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Wichita boy, 6, at rehabilitation hospital in Nebraska after horse-car crash

  • The Wichita Eagle
  • Published Friday, July 19, 2013, at 7:27 p.m.
  • Updated Tuesday, Nov. 5, 2013, at 1:17 p.m.

How to help:

The “Eddie/horse incident memorial fund” has been established to help Eddie Caddell pay for expenses incurred while his 6-year-old son recovers at Madonna Rehabilitation Hospital in Lincoln, Neb. His son, also named Eddie, suffered critical injuries when a car struck the horse he was riding on July 5. Lloyd “Sonny” Ferguson, 59, of Wichita died in the collision.

Contributions to the “Eddie/horse incident memorial fund” may be dropped off at any local Emprise Bank location or mailed in care of the bank to: P.O. Box 2970, Wichita, KS 67201.

Checks and money orders may be made payable to the memorial fund.

Six-year-old Eddie Caddell loves vehicles.

But tucked in his Wichita hospital bed a few days ago, he watched the Disney movie “Cars.” And it scared him.

“He said, ‘Daddy, the car ran over me,’” said Eddie Caddell, 23, recalling his son’s fear.

Later the pair watched “101 Dalmatians.” But the younger Eddie didn’t like that one, either.

“He doesn’t want to be around any animals anymore,” his father said.

“It’s pretty hard seeing him do it every day.”

The path to recovery for 6-year-old Eddie took him to Madonna Rehabilitation Hospital in Lincoln, Neb., this week, 13 days after a silver car clipped the back leg of Lloyd “Sonny” Ferguson’s horse on 21st and Piatt. The impact threw the boy and Ferguson – both riders – from their perch, where the car hit them and sped off. A second car also struck the pair.

Ferguson, 59, of Wichita died at the scene. His horse was euthanized.

Eddie, however, lived. The crash broke his femur and left a deep gash in his back, his father said. Doctors stitched his lip and cheek and drove six staples into his sides.

But, his father said, the 6-year-old now fears some of his favorite things.

And he can’t walk. Or talk like he used to.

“His brain is not functioning too good,” his father said. “He slurs his words.

“And you know how a person looks at you when they’re talking to you? He doesn’t do that anymore.”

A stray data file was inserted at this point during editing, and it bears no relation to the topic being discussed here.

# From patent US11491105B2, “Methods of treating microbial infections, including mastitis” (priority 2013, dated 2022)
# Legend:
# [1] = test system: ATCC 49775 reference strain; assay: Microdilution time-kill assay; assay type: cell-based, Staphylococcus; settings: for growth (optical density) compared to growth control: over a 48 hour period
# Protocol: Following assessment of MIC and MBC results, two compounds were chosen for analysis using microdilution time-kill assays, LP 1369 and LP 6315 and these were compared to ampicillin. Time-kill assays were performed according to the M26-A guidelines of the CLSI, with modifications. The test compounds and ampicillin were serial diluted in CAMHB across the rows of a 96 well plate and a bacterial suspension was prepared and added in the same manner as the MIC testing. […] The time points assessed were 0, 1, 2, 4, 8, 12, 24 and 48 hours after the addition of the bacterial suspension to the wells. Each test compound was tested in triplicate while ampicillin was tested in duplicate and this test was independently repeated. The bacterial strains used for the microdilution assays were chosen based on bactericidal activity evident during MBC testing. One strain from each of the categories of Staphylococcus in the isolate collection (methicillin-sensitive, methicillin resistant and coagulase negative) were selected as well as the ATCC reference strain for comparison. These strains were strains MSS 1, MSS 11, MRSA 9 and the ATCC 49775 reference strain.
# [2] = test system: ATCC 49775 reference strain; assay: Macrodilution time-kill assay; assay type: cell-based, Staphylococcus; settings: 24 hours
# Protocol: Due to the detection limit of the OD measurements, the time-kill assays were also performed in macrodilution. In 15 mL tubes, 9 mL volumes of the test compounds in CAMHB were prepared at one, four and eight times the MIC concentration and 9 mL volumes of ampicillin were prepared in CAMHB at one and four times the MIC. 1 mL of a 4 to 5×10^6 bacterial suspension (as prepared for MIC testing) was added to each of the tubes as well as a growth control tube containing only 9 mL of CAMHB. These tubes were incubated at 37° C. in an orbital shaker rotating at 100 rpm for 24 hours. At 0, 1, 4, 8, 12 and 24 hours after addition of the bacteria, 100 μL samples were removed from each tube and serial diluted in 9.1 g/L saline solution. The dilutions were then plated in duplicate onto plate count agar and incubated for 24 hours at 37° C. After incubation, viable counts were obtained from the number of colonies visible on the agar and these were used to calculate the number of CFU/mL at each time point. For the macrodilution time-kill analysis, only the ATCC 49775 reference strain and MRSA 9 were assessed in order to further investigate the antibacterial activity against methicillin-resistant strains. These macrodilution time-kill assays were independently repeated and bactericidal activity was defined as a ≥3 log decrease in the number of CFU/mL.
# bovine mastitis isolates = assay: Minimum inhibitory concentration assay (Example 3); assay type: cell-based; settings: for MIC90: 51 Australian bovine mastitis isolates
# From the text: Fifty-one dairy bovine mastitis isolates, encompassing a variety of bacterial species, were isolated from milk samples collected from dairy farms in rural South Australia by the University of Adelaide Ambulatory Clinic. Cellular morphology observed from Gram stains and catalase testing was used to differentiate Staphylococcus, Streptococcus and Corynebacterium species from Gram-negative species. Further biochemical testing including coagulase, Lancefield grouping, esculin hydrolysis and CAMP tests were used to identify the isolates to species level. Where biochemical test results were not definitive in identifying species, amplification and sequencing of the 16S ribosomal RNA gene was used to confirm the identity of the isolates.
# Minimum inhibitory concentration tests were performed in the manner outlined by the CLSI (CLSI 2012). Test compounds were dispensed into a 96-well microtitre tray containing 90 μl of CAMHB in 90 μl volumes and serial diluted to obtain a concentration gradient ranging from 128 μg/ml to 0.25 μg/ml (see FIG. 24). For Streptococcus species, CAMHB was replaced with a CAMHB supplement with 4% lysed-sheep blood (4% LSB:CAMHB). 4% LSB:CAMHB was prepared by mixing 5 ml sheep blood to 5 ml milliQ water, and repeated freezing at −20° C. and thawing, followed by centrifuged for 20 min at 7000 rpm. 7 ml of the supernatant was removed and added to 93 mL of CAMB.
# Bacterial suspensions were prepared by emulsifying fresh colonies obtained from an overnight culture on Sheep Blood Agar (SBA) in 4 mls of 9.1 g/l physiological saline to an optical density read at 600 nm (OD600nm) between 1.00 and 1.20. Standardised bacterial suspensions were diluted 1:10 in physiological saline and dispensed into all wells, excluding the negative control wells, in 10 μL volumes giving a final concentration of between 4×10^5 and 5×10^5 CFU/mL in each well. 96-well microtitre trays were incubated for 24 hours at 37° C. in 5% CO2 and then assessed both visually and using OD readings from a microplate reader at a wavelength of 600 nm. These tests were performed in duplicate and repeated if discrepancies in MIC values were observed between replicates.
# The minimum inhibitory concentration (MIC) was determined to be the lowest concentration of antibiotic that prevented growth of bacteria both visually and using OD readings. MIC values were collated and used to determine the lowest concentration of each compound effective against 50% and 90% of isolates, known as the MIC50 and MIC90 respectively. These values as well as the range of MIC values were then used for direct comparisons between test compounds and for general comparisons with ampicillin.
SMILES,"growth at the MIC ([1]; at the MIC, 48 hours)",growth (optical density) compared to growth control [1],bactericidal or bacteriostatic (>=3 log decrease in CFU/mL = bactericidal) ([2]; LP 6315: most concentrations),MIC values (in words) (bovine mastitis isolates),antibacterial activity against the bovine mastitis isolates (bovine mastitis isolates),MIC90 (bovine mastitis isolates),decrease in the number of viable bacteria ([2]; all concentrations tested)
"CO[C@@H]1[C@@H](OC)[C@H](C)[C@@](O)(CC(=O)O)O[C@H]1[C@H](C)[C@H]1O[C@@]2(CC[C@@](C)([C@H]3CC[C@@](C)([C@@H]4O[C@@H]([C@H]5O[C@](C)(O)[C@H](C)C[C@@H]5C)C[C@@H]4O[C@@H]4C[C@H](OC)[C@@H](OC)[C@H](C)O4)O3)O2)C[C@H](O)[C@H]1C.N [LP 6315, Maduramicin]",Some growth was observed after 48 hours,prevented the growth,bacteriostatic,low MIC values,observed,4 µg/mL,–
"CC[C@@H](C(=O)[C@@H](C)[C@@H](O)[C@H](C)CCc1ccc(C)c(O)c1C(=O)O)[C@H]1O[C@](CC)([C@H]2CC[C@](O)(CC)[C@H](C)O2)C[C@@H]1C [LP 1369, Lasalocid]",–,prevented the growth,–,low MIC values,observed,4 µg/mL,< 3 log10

Driver still at large

As the sky darkened on July 5, Caddell headed to Grove Park with 6-year-old Eddie, his 5-year-old daughter and the children’s mother.

Extra firecrackers needed to be popped, he explained. That’s what brought the family to the 21st and Piatt area the night Ferguson was killed.

When the children saw Ferguson, a family friend, atop his horse, they begged for a ride. Five-year-old Trina rode first. Then, Caddell said, his 6-year-old boy “cried to get on.”

Caddell said he didn’t worry. “They usually rode the horse with him (Ferguson) all of the time.”

But as the pair crossed 21st near Piatt – about a block from Ferguson’s home – the car struck the horse. Then a second car slammed into the man and boy as well as two bystanders who had run to their aid.

Police say the second driver, a 62-year-old woman, didn’t see them lying in the street. But she stopped to help. It was unclear Friday whether she will face any charges.

The driver of the first car remains at large, Wichita police Lt. Doug Nolte said Friday. Authorities are looking for a silver or gray 2003 to 2005 Mercury Grand Marquis with extensive front-end damage in connection with the case.

A reward of up to $1,000 is being offered by Crime Stoppers for information that leads to an arrest. Tipsters can call 316-267-2111, text TIP217 and a message to CRIMES (274637) or submit tips at www.wsccs.com.

Caddell, who saw the crash, said Ferguson protected Eddie from the impact.

“Sonny rolled onto my son to save his life,” Caddell said.

“One car came. And then the next car. It happened so fast.”

‘Like a normal kid’

Eddie spent several days in intensive care at Wesley Medical Center before he was moved to a regular hospital room, Caddell said.

By Wednesday night, the 6-year-old had improved from critical to fair condition, a hospital operator said. Late Thursday morning, he left for the Nebraska hospital.

Eddie rode in an ambulance. His father went, too. His mother arrived later.

It’s unclear how long Eddie’s recovery will take. But he will receive therapy at the hospital for at least 30 days, Caddell said.

Before the accident, “he was really an active kid. And he was very smart, too,” Caddell said.

“We’re trying to help him walk and talk again and be just like a normal kid.”

Reach Amy Renee Leiker at 316-268-6644 or aleiker@wichitaeagle.com. Follow her on Twitter: @amyreneeleiker.

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